We all have heard and know of people becoming millionaires overnight with “stock option” money, especially in Silicon Valley. Stock options are an important part of the compensation package for many employees in the technology sector. For companies, it is a tool to retain employees and motivate them to perform better as the company’s growth and success translates to their success.
The most common types of stock options are Incentive Stock Options (ISO’s) and Non-Qualified Stock Options (NQSO’s). The tax consequences to employees are as follows:
Incentive Stock Options (ISO)
- Grant of ISO – No tax consequence to the employee.
- Exercise of ISO – No regular income tax consequence from the exercise of an ISO. There will be alternative minimum tax (AMT) consequence if, the amount by which the fair market value of the stock received upon the exercise exceeds the exercise price. The company provides form 3921 to the employee when the ISO is exercised.
- Sale and disposition of ISO – If the stock that was acquired with an ISO is sold with
- Two years from the date the ISO is granted or
- One year from the date the ISO is exercised.
The difference between the fair market value of the stock on the exercise date and the exercise price (spread) will be considered ordinary income. This amount will be reported on Form W-2. If the employee disposes the stock after meeting the holding period (see above), the employee will be required to recognize the difference between the amount received in such disposition over the employee’s basis in the ISO stock as capital gain or loss.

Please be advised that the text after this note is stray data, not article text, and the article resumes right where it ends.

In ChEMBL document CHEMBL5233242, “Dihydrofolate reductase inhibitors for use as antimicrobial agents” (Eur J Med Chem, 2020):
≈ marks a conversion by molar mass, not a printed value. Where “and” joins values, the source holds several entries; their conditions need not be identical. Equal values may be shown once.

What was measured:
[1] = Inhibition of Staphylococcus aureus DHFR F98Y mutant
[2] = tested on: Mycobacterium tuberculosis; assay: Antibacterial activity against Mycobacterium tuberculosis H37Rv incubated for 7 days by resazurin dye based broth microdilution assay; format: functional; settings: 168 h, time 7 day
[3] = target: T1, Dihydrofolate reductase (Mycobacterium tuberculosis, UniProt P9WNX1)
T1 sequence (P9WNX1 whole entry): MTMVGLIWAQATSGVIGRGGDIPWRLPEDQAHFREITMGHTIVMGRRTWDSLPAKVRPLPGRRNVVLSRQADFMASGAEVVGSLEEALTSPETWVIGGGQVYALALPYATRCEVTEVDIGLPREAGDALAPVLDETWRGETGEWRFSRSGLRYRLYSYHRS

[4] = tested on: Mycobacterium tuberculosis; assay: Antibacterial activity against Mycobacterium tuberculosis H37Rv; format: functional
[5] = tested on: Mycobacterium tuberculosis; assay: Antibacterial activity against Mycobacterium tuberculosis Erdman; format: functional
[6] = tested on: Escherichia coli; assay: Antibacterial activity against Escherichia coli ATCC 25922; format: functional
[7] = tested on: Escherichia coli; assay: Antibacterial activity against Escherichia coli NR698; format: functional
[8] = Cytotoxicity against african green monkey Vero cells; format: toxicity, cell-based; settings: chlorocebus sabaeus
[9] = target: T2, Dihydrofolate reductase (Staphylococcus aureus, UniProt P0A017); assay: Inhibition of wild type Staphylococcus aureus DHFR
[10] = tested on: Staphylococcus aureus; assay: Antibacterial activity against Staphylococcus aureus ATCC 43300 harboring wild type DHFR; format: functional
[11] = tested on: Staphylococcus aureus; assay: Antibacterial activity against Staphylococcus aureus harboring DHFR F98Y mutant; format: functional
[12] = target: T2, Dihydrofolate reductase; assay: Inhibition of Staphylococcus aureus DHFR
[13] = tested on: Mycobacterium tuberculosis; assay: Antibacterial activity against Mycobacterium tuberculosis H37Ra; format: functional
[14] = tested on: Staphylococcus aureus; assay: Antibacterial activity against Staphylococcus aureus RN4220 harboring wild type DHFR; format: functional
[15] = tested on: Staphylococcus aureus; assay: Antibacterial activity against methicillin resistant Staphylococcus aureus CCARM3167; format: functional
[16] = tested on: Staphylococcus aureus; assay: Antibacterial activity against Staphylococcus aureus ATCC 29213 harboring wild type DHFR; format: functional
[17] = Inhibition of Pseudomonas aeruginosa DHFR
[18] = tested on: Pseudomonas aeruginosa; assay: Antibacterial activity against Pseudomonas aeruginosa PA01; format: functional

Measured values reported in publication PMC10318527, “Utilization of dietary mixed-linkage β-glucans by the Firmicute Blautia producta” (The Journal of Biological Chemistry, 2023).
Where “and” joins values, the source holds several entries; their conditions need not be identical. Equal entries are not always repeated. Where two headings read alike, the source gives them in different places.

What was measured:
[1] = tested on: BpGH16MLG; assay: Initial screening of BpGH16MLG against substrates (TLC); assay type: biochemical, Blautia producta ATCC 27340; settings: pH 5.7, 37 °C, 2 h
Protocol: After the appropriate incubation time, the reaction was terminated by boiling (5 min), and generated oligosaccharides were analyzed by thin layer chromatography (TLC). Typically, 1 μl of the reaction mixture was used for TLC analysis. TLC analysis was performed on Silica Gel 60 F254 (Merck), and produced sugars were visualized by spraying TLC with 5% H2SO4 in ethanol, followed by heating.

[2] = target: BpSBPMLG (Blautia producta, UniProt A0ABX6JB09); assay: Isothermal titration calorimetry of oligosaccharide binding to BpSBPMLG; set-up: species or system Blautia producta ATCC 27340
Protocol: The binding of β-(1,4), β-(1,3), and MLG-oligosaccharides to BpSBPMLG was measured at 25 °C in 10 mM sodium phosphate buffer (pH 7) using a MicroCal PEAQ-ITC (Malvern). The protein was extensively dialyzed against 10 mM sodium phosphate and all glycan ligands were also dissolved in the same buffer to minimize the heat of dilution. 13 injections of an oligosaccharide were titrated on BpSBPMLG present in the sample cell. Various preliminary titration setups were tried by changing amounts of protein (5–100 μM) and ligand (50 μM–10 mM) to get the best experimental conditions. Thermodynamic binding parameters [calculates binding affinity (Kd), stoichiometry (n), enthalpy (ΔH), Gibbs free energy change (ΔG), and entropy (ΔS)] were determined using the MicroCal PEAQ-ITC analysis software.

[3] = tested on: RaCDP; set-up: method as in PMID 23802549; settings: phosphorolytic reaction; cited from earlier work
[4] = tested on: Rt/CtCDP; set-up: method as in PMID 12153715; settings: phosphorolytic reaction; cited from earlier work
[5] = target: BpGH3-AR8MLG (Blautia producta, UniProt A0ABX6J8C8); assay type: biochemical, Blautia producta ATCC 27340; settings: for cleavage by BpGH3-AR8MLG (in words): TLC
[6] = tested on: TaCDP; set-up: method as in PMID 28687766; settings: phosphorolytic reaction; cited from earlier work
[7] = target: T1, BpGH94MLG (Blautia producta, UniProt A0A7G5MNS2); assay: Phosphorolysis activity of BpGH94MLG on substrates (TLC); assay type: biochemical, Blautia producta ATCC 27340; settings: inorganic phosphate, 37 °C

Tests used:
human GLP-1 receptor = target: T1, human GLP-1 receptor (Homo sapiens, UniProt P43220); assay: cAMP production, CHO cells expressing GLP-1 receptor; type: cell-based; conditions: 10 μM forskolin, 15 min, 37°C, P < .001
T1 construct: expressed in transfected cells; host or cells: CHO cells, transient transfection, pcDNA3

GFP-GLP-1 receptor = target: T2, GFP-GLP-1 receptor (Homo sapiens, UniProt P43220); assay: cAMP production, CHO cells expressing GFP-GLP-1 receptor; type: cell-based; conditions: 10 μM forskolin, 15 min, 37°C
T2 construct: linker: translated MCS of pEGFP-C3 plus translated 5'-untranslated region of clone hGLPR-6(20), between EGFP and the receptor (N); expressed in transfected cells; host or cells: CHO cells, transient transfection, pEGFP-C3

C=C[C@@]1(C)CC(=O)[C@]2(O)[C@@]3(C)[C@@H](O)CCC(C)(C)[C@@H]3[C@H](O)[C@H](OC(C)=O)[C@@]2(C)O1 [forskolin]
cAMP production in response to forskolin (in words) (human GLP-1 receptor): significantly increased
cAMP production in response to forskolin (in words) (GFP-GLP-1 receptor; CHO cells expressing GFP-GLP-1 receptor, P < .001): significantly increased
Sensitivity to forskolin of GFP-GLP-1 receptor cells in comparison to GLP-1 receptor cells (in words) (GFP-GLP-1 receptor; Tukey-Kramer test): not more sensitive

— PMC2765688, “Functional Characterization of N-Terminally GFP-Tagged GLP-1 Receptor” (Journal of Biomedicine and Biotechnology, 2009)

Non-Qualified Stock Options (NQSO)
- Grant of NQSO – No tax consequence to the employee.
- Exercise of NQSO – Taxed at the time of exercise. The difference between the exercise and the option price is ordinary income and included as compensation on Form W-2.
- Sale and disposition of NQSO – The difference between the sale price and the tax basis. The tax basis in the stock includes both compensation income on which taxes are paid plus the exercise price. Based on the holding period it can be considered short-term or long-term capital gain.
How is equity compensation going to be affected by Trump Presidency?
Trump’s tax plan proposes to cut the existing seven tax brackets to three: 12%, 25%, and 33% as well as to eliminate AMT and the net investment tax (3.8%). There is no proposed change to the capital gains tax rate (15% / 20%).
Tax planning will be affected with the decrease in the difference between the ordinary income rates and capital gain rates. Elimination of AMT and 3.8% net investment tax will also play a major part in tax planning for individuals with stock options. It remains to be seen if Trump’s proposals will see the light of the day, given the huge budget deficit and the votes needed for the major tax overhaul.
In addition to ISO’s and NQSO’s, employees get restricted stock units (RSU’s), stock appreciation rights (SARS) and employees participate in the stock purchase plan (ESPP). Taxation of stock options has myriads of rules and can get complex. Planning ahead of time can reduce the tax exposure on stock option income.